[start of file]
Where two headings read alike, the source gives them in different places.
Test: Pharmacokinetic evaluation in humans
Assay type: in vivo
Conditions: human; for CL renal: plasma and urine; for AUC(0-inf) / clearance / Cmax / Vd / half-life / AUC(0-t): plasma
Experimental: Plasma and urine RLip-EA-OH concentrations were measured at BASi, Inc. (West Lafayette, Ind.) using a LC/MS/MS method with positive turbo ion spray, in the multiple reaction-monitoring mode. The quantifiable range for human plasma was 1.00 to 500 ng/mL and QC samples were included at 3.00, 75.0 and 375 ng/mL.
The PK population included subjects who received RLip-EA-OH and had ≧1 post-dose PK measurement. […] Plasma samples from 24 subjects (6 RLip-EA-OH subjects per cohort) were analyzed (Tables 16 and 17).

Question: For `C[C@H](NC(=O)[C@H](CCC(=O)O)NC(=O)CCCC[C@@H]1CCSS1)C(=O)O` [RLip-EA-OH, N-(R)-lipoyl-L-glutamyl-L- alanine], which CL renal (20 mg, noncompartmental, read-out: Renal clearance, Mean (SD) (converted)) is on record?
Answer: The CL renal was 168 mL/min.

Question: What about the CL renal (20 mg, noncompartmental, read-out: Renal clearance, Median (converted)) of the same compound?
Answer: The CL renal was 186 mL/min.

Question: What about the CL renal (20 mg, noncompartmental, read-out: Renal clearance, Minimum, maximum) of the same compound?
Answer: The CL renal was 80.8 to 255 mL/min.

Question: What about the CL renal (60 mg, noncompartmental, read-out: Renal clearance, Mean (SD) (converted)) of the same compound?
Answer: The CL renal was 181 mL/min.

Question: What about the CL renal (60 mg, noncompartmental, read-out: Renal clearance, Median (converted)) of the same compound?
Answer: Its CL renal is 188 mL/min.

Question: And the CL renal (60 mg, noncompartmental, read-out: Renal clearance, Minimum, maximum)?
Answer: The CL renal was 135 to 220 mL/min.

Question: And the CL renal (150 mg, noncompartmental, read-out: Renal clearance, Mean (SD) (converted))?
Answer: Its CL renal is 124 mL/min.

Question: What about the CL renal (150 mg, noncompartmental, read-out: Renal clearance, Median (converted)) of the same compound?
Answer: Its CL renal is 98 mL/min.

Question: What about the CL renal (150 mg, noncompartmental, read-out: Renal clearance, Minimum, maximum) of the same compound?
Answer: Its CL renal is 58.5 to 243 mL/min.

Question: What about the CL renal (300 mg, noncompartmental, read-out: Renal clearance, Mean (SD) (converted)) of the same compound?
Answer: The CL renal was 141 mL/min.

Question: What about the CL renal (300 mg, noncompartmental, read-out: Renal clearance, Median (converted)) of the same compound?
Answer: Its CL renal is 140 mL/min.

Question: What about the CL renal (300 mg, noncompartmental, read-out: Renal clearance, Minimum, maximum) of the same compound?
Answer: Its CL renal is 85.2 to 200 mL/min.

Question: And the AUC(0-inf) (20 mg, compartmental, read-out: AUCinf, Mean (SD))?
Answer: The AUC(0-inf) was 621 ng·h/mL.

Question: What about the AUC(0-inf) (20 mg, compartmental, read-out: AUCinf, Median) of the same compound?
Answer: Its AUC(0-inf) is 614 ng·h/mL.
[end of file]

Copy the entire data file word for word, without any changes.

Where two headings read alike, the source gives them in different places.
Test: Pharmacokinetic evaluation in humans
Assay type: in vivo
Conditions: human; for CL renal: plasma and urine; for AUC(0-inf) / clearance / Cmax / Vd / half-life / AUC(0-t): plasma
Experimental: Plasma and urine RLip-EA-OH concentrations were measured at BASi, Inc. (West Lafayette, Ind.) using a LC/MS/MS method with positive turbo ion spray, in the multiple reaction-monitoring mode. The quantifiable range for human plasma was 1.00 to 500 ng/mL and QC samples were included at 3.00, 75.0 and 375 ng/mL.
The PK population included subjects who received RLip-EA-OH and had ≧1 post-dose PK measurement. […] Plasma samples from 24 subjects (6 RLip-EA-OH subjects per cohort) were analyzed (Tables 16 and 17).

Question: For `C[C@H](NC(=O)[C@H](CCC(=O)O)NC(=O)CCCC[C@@H]1CCSS1)C(=O)O` [RLip-EA-OH, N-(R)-lipoyl-L-glutamyl-L- alanine], which CL renal (20 mg, noncompartmental, read-out: Renal clearance, Mean (SD) (converted)) is on record?
Answer: The CL renal was 168 mL/min.

Question: What about the CL renal (20 mg, noncompartmental, read-out: Renal clearance, Median (converted)) of the same compound?
Answer: The CL renal was 186 mL/min.

Question: What about the CL renal (20 mg, noncompartmental, read-out: Renal clearance, Minimum, maximum) of the same compound?
Answer: The CL renal was 80.8 to 255 mL/min.

Question: What about the CL renal (60 mg, noncompartmental, read-out: Renal clearance, Mean (SD) (converted)) of the same compound?
Answer: The CL renal was 181 mL/min.

Question: What about the CL renal (60 mg, noncompartmental, read-out: Renal clearance, Median (converted)) of the same compound?
Answer: Its CL renal is 188 mL/min.

Question: And the CL renal (60 mg, noncompartmental, read-out: Renal clearance, Minimum, maximum)?
Answer: The CL renal was 135 to 220 mL/min.

Question: And the CL renal (150 mg, noncompartmental, read-out: Renal clearance, Mean (SD) (converted))?
Answer: Its CL renal is 124 mL/min.

Question: What about the CL renal (150 mg, noncompartmental, read-out: Renal clearance, Median (converted)) of the same compound?
Answer: Its CL renal is 98 mL/min.

Question: What about the CL renal (150 mg, noncompartmental, read-out: Renal clearance, Minimum, maximum) of the same compound?
Answer: Its CL renal is 58.5 to 243 mL/min.

Question: What about the CL renal (300 mg, noncompartmental, read-out: Renal clearance, Mean (SD) (converted)) of the same compound?
Answer: The CL renal was 141 mL/min.

Question: What about the CL renal (300 mg, noncompartmental, read-out: Renal clearance, Median (converted)) of the same compound?
Answer: Its CL renal is 140 mL/min.

Question: What about the CL renal (300 mg, noncompartmental, read-out: Renal clearance, Minimum, maximum) of the same compound?
Answer: Its CL renal is 85.2 to 200 mL/min.

Question: And the AUC(0-inf) (20 mg, compartmental, read-out: AUCinf, Mean (SD))?
Answer: The AUC(0-inf) was 621 ng·h/mL.

Question: What about the AUC(0-inf) (20 mg, compartmental, read-out: AUCinf, Median) of the same compound?
Answer: Its AUC(0-inf) is 614 ng·h/mL.